Now, gliding through the river, you reach the Trinity College Bridge built-in 1764. Passing the bridge, you find 1546 built Trinity College to your right. Being refreshed and rejoiced by the views, and feeding the ducks swimming in the river, you could watch the New Court built-in 1831 at your left, the 1709 built Kitchen Bridge awaits you on your way. It will be soon followed by its sibling, The bridge of Sighs built in 1831. St Johns who owns both the bridges are seen to the right. Unlike other bridges, public passengers are not allowed to pass through the Bridge of Sighs

Thus, Punting in Cambridge is the only way for tourists to enjoy this masterpiece. Later, you can see the Cripps Building to your left and far away, gliding through the river Cam, you could see the Magdalene Bridge built in 1823. It even carries buses over it. Passing the Magdalene Bridge, you reach the Magdalene College built-in 1428. 

The punting experience is truly mesmerising irrespective of the season. The cherry and daffodil blossoms that line up the river is an eye-catching view. You can even make your punting during winter a remarkable one, by wrapping yourself in a blanket and staying warm and cosy in the punt. Although you’ll be frozen with cold, the experience would be adventurous and the sights the nature offers would be an impeccable one.

Travel Bloggers

Punting in Cambridge is very much cemented in the travel blogger world.

Life is never short of uncertainties, and it can sometimes be a terrorizing feeling when things do not turn out the way you expected. But certain people around the globe fully embrace a life filled with uncertainty and tread the path of adventure.

Travel bloggers are just ordinary people with extraordinary zeal who chose to abandon the structured social norms to explore the unknown terrains of this planet and their lives. To them, adventure means the courage to explore their lives by relentlessly pursuing things that challenge the so-called “conventional” way of living.

By leading such an exhilarating life, they are endowed with an experience which only a few in the world are blessed to perceive.

Let Us Now Explore The Life of Some Inspiring Travel Bloggers 

1. Kiki – The Blonde Abroad

Leaving her decent job in wealth management, Kiki embarked on an incredible journey to explore the world. The Californian native is an avid globetrotter and travel blogger who has travelled extensively and covered a staggering 71 countries.

The decision to quit her successful career for quenching her soul’s thirst for meaning has led her to a lot of destinations that echoed the essence of vibrant culture and history.

With refreshing experiences, she was able to realize a renewed sense of freedom and happiness that prompted her to start “The Blonde Abroad” blog.

The blog contains a whopping 1500 articles that offer valuable insights to travelers and inspire people who are yet to explore their dreams of travelling.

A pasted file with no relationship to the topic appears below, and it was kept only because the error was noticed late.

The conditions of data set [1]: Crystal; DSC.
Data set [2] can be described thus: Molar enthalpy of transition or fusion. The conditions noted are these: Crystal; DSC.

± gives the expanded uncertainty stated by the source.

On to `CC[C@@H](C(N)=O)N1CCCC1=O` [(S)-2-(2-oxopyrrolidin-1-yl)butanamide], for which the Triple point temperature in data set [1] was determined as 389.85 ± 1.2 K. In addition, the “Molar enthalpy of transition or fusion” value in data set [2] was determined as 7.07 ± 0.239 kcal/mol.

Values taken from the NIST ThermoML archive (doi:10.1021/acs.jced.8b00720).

2. Kristin – Be My Travel Muse

Meet Kristin! She’s one of the prominent travel bloggers in the world with 5 million visitors annually visiting her blog to gain incredible knowledge and tips for travelling efficiently.

She has defied the odds several times in her life by fearlessly hitchhiking across China, and that too on a solo trip. Her other adventures include hiking 18,000ft in Nepal which lasted for 14 days without a guide, leading her life as a Buddhist nun for 10 days, freediving in the South Pacific alongside the Humpback whales and leading several adventures tours with women all around the world.

She has travelled to over 50 countries and gained relevant experience in leading worldwide tours. Her blog is packed with different genres of articles on topics that include various first-hand experiences, culture, food and travel hacks that have been helpful to her during her foreign adventures. 

3. Anna – The Legendary Adventures Of Anna

Anna is an avid solo traveller who has explored her way to various adventures by sailing through the Caribbean country of Belize in Central America, rappelling the challenging craters of Israel, exploring the wilderness in Tanzania and exploring the culinary treat of Japan. All these adventures were accomplished in her 8-year solo travel escapades.

She is a specialist in social media consulting and is extremely fond of photography, which is accessible in her blog. She has garnered ample attention from over 1,00,000 social media followers for posting a plethora of exceptional content and articles.

She is highly motivated to make a difference in the lives of her followers and the people she meets during her travel by sharing her share of life experiences that she has gained throughout her extraordinary journey.

Various publications including the Huffington Post, The Travel Channel and several others have showcased her work in the form of photography and inspirational travel guide articles.

4. Sabrina – Just One Way Ticket

Sabrina is one of the funniest travel bloggers you will encounter online, with an extensive range of quality content in her blog.

The contents which include several insightful travel videos, photography and articles on various genres have caught the attention of travel aficionados around the globe.

In 2017, she became the brand ambassador of Cebu Pacific Air and had travelled extensively with them for her travels.

She has captured the beauty of several Asian countries such as Malaysia, the Philippines, Singapore and Hong Kong in its pristine beauty.

Evidently, she was also the winner of Best Culture Travel Blog 2018 and received a golden award for the same from TBC Asia.

5. Vanessa Rivers – Glitter & Mud